Here’s what Biden’s free community college plan would cost—and what it would save students


In the United States, nearly six million people, about 1 out of 4 college students, attend a community college.

On the campaign trail and in office, President Biden has proposed making two years of community college tuition-free. His American Families Plan includes $200 billion for free universal pre-school, $85 billion for Pell Grants to increase the maximum grant by $1,400, and $109 billion to make two years of community college tuition-free “so that every student has the ability to obtain a degree or certificate.”

The College Board estimates that during the 2020-2021 school year, the average annual tuition and fees was $3,700 for in-district students at community colleges, $10,560 for in-state students at public four-year colleges and $37,650 for students at private nonprofit four-year colleges.

Advocates say Biden’s proposal could save community college students money and give other students the chance to cut down on college costs by transferring to a traditional four-year college after their first two years. Others are skeptical it will make a significant impact.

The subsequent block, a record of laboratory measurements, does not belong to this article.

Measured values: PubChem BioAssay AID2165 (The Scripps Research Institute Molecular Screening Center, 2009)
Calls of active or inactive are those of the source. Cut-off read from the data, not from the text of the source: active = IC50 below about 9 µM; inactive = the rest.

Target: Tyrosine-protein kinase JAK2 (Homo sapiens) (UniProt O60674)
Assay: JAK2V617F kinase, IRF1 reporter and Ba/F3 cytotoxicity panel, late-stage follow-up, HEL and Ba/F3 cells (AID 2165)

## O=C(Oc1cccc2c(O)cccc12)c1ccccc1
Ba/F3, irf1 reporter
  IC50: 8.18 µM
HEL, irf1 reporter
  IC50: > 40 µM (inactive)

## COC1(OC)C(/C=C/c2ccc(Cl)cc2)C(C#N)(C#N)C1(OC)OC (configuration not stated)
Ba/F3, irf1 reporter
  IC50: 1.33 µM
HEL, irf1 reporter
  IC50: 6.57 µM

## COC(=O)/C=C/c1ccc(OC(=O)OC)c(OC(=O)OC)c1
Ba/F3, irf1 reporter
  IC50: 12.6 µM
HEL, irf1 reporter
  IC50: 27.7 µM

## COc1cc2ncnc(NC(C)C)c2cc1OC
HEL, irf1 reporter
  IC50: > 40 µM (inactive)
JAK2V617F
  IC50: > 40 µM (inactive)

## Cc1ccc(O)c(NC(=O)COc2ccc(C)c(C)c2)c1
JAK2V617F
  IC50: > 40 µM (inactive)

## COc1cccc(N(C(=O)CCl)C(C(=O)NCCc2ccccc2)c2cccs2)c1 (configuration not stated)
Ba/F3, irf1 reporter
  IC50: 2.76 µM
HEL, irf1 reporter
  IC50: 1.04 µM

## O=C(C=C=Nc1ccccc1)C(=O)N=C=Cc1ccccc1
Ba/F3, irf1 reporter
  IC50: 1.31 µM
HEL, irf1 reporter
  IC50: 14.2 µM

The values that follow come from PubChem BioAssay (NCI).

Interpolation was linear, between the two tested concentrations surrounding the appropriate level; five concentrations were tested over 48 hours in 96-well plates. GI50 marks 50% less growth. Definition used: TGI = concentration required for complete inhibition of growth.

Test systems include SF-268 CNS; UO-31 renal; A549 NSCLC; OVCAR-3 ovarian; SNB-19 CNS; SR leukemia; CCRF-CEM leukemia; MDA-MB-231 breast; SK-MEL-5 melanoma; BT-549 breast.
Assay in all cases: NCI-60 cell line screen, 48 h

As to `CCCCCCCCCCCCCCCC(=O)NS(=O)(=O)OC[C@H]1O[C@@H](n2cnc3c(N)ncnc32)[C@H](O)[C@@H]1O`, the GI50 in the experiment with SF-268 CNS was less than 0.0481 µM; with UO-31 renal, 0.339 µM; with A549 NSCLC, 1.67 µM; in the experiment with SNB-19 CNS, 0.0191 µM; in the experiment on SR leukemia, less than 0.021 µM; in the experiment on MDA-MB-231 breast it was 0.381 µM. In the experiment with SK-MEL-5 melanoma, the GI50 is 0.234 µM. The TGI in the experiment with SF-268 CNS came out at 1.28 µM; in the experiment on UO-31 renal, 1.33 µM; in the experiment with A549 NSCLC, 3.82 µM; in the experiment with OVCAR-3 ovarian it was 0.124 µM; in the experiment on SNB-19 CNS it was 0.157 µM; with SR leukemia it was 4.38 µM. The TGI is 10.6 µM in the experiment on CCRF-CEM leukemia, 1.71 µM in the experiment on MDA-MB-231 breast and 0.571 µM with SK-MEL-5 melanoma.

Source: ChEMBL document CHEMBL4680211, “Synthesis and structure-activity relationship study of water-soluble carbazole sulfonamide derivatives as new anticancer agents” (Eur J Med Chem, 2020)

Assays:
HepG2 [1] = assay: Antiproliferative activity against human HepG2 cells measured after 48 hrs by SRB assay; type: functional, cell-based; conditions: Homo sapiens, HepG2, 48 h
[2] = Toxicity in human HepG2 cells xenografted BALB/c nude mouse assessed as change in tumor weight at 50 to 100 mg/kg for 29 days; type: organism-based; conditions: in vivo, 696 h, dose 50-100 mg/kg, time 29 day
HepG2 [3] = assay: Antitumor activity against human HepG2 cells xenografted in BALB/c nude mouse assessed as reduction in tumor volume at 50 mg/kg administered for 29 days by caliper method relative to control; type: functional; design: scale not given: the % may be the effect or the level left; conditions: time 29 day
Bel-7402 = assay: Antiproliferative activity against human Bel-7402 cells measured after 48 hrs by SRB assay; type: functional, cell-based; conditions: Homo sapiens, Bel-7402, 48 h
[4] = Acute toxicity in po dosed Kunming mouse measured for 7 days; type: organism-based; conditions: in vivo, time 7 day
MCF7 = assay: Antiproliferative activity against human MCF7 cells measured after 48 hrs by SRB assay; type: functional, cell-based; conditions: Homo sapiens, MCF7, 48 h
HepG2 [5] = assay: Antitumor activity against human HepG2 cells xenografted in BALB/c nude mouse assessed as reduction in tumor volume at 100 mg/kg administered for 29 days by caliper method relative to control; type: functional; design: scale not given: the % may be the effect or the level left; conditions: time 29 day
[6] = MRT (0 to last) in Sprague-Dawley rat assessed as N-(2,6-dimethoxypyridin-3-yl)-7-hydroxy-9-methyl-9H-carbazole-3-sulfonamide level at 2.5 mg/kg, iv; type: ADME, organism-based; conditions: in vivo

CNBC Make It spoke with experts about what the policy would cost — and save — Americans.

The true cost of tuition
“As the conservative in this space, I’m supposed to be outraged by the idea of socializing the two-year sector of higher education,” says Beth Akers, senior fellow at the American Enterprise Institute and a staff economist at the Council of Economic Advisers under President George W. Bush. “But the reality is that this shift that he is proposing is not as dramatic as the rhetoric around it would have you believe.”

She points out that the majority of community college students qualify for federal and state grants and scholarships.

“Right now, the majority of low-income students already go to community college for free, because of the combination of state aid and federal grants, their net cost, on average, is actually negative, meaning they’re getting some money back to cover living expenses,” she says. “So the idea that we’ll make community college tuition-free, sounds dramatic, but it’s not actually a huge change in the logistics of how we’re funding post-secondary.”

According to The College Board, the average net cost of tuition and fees (after scholarships and grants are considered) at two-year community colleges is actually -$220. This means many community college students are getting a small surplus, though not close to enough to cover books, supplies and living expenses. The estimated total net cost of attendance at community colleges is $14,560, on average.

For this reason, Akers is skeptical of how impactful a tuition-free community college policy would be.

“It probably won’t move the needle a whole lot,” she says. “The piece that is often missing in this discussion is that generally, cost of living is more of a barrier for students to enroll in college than tuition itself.”